Today's a big day for me. I'm jumping on the RSS-reading bandwagon. It feels good -- kinda reminds me of my first time with email or browsing the web. I've been writing my blog for a while, but it's been mostly professional and not personal, and I never got into reading personal blogs. So what changed?
It gets worse. I've been hanging with today a bunch of my blog-enabled friends at the Rocky Mountain Software Symposium in Denver (most of us are speakers and if we weren't friends before, we became so after the 10th road show together). Even though I see and email with these folks a lot, there's all these inside jokes I'm missing out on. Seems it's all in the blog. This is what people who aren't on email must feel like when around people who email all the time.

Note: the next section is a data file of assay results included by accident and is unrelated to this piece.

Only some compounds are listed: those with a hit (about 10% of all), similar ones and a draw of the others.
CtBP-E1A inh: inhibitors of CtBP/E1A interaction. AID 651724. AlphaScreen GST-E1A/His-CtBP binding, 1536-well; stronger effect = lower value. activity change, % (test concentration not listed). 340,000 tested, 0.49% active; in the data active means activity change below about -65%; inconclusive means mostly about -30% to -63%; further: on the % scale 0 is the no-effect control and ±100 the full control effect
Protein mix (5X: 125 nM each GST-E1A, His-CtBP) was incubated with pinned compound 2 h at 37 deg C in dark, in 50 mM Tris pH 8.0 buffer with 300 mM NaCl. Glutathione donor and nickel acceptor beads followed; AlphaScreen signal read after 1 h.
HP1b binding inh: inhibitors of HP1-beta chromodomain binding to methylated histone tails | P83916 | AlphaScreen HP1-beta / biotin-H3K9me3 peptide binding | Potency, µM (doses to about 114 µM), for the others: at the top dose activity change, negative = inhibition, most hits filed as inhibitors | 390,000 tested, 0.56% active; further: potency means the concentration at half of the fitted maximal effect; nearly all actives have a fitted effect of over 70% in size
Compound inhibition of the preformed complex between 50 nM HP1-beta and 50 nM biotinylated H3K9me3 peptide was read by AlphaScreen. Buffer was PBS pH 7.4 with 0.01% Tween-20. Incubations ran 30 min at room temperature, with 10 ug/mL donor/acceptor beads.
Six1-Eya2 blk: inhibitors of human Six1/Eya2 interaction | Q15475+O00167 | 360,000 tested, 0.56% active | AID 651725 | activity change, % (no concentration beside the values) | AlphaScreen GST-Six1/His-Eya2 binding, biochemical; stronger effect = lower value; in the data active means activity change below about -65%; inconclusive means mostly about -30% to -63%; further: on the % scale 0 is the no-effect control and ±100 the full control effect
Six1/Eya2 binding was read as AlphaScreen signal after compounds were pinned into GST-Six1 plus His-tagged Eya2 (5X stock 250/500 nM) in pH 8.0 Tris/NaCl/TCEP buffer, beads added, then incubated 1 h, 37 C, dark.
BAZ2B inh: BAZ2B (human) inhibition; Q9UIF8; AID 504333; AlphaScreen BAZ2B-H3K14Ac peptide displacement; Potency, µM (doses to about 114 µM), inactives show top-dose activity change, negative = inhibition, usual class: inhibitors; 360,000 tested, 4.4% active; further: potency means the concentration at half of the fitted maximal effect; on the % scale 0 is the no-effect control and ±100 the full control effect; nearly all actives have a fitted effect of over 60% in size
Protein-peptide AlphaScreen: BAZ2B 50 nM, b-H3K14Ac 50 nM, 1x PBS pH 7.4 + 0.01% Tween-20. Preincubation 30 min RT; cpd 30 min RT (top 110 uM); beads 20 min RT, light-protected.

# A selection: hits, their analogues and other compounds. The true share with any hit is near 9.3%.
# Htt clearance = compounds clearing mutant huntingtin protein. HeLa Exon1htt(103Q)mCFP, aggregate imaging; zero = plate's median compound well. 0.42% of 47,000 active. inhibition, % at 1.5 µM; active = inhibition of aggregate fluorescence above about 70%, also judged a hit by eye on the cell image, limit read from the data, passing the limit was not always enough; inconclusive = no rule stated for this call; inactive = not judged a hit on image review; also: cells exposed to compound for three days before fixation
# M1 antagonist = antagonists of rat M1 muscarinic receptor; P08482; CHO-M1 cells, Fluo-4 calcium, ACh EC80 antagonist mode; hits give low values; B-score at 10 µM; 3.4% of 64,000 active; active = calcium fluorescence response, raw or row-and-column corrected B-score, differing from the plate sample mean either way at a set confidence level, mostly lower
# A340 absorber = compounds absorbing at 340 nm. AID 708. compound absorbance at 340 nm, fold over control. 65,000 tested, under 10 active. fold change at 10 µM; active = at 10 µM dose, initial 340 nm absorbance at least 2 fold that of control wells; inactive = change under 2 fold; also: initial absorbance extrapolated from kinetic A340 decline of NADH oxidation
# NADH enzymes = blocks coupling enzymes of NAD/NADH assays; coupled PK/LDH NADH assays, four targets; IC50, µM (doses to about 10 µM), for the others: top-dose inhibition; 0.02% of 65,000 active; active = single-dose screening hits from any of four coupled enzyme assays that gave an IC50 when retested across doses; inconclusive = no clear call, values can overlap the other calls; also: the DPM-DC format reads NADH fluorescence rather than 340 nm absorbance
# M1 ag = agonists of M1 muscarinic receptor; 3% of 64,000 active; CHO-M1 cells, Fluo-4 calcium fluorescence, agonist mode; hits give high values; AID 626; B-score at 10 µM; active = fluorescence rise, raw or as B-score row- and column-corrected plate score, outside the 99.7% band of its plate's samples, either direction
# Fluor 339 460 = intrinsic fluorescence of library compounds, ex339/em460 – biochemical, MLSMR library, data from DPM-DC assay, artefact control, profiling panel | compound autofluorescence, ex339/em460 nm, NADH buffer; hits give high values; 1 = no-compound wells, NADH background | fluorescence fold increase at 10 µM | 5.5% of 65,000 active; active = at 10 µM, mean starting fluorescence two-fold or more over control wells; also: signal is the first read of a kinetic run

I never read blogs cuz browsing web sites has always been too much trouble. Happily, new tools that pull RSS make it easy. Macs have NetNewsWire, a program everyone raves about. I'm on Windows though so I'm using SharpReader. SharpReader has a few flaws (i.e. hitting Del doesn't delete an entry while you're in the reader window), but it's similar to NNW and pulls in RSS feeds to show me what's happening in the world. It'll probably stay open now next to my email and web clients. As Glenn says, it's "like Usenet, but with only the interesting people ..."
Reading personal blogs feels like having an open email conversation. What someone would have sent to a mailing list of friends before now gets posted to their blog. And with the public posting they give an implicit invitation that anyone who finds their words interesting is welcome to "join the list" -- which now really means entering the RSS feed URL into their RSS reader of choice and hitting "Subscribe". Some people have been getting huge followings and end up famous. Others just amuse their friends, or make fun of them.